(-1) Understands the basic concepts, but need minor improvement of the technical (physical) skills.

(✓checkmark or "0") Meets minimum basic skill level.  Is equalivent to a "C" grade in school.

(+1) Demonstrates GOOD skill level and understanding of concepts.  Equivalent to a "B" grade in School.

(+2) Demonstrates VERY GOOD skill level and understanding of concepts.  Equivalent to a "B+" grade in School.

(+3) Demonstrates EXCELLENT skill level and understanding of concepts.  Equivalent to a "A+" grade in School.

Skaters should continue to be evaluated until they feel confident in performing the entire test in front of judges who will be evaluating their progress.
      Practice sessions should stress the skater developing technical and presentation skills, plus strength/endurance to finish the test strong.

      A coaches' evaluations sometimes miss something that can be detected by judges who see the MITF for the first time.  Judges on a test panel are not able to propose solutions to correct a problem they have observed. A critique can provide more opportunities to analyze a skaters performance.

      Evaluation sheets should be used that reflect the “Focus” of each skater's short and long term training plan.  A record of the marks that reflect the individual strengths and weaknesses for specific elements allow a check on progress based on establishing a bench mark of skills.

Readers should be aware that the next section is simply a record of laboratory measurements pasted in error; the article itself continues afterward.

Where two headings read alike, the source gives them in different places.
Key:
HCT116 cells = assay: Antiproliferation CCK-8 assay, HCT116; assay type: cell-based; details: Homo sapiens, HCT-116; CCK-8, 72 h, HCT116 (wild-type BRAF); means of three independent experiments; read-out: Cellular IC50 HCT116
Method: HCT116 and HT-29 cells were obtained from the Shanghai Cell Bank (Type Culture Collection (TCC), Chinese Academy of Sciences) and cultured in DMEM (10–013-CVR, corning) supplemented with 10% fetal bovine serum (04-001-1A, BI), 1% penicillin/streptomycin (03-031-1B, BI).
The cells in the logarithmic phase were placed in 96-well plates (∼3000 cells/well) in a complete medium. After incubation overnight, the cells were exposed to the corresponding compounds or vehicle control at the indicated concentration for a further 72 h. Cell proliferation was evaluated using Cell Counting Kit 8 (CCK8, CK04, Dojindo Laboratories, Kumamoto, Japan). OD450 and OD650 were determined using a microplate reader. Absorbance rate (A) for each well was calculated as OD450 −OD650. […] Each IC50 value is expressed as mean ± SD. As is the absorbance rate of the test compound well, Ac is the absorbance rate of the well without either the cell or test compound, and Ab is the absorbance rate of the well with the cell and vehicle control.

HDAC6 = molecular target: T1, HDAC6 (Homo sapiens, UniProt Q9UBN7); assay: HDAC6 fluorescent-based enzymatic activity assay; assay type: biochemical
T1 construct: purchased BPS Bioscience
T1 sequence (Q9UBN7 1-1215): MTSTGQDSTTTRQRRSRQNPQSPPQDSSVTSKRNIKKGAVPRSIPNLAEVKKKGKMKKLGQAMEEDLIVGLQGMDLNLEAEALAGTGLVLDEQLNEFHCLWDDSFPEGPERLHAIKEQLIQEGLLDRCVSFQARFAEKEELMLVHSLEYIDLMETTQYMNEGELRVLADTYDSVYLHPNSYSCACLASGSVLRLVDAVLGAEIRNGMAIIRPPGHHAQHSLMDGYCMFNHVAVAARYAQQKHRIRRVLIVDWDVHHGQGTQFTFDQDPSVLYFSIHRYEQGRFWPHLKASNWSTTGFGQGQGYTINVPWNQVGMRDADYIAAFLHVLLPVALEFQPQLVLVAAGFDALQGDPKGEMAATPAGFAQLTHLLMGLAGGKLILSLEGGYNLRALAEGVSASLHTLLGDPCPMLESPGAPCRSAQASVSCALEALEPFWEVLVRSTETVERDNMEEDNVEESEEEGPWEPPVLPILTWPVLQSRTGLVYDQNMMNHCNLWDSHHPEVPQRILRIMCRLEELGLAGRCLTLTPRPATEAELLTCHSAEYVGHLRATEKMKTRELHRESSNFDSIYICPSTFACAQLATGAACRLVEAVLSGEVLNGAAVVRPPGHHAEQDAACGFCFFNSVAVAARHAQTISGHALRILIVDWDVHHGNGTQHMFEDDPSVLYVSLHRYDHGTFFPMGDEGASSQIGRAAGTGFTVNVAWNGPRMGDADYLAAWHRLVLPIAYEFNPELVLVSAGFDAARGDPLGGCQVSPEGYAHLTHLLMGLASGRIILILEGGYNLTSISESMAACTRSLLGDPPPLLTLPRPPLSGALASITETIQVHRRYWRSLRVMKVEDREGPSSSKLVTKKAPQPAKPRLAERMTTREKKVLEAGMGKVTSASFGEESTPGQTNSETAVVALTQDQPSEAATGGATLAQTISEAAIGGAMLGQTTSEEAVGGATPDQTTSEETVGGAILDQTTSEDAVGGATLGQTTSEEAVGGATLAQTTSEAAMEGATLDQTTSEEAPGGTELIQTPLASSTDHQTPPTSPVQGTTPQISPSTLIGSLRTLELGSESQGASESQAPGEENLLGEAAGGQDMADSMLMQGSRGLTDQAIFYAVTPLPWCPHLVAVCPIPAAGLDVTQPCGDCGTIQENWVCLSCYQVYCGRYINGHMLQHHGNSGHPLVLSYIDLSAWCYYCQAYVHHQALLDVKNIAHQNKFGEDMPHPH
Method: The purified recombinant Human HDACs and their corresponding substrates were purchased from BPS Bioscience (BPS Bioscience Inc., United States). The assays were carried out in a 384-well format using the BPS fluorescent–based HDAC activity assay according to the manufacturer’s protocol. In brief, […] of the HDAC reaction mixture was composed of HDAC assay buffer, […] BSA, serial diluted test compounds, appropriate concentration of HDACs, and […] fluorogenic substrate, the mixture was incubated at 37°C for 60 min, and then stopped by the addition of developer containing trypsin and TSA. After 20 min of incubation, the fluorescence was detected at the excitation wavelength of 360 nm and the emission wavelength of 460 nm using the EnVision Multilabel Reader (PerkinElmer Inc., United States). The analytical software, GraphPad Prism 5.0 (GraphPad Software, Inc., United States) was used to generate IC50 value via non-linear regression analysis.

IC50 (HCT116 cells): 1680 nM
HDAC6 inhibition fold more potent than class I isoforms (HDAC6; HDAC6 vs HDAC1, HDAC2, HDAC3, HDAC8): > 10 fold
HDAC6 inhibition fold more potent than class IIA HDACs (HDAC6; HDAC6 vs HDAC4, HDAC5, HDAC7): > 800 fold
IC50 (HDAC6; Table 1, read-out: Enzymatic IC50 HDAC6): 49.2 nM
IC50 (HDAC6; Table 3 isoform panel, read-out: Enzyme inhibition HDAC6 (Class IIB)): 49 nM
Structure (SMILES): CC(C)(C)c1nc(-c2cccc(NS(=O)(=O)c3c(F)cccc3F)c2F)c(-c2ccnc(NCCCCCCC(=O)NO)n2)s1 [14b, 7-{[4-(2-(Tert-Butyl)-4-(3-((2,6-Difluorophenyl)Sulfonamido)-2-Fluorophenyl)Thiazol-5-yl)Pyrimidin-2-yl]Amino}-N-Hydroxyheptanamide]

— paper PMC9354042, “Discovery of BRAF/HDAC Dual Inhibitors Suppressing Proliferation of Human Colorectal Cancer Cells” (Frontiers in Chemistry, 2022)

The mission of U.S. Figure Skating is to provide programs to encourage
participation and achievement in the sport of figure skating.



The following internet links have been gleaned from personal communications
combined with information from public institutions and athletic organizations/
associations that have a web presence with information concerning team and
individual sports programs:

Developing Training Plans for Athletes
Evaluation of Training
Age Training Guidelines
Components of Training Plan
Stages of Acquiring New Skills
Strategies for Training
Strategies for Competing
Fitness Training & Sports
Advanced Training
List Daily Training Tasks
Construction of a Training Plan
Developing An Annual Training Plan
Principles of Global Training
Competitive Training
Starting to Seriously Train
Skating Environment
Peaking Performance
Benefits of Cross Training
Principle of Varying Training
Varying Training Improves Results
Approaches to Training
Approaches to Jump Training
Transference of Knowledge & Skills
Aerobic Activities
Anaerobic Activities
Exercises to Develop Coordination
Off-Ice Activities For Skaters
Fitness and Conditioning
Off-Season Conditioning Activities
Tips for Long Distance Traveling
Mental Barriers to Training & Competing
Mental Considerations for Athletic Training
Mental Considerations of Training
Mental Strategies for Training
Endurance Training Activities
Flexibility Training Activities
Bodyweight Exercise Training
Weight Training Activities
Brian Grasso Articles
Evaluation Assessment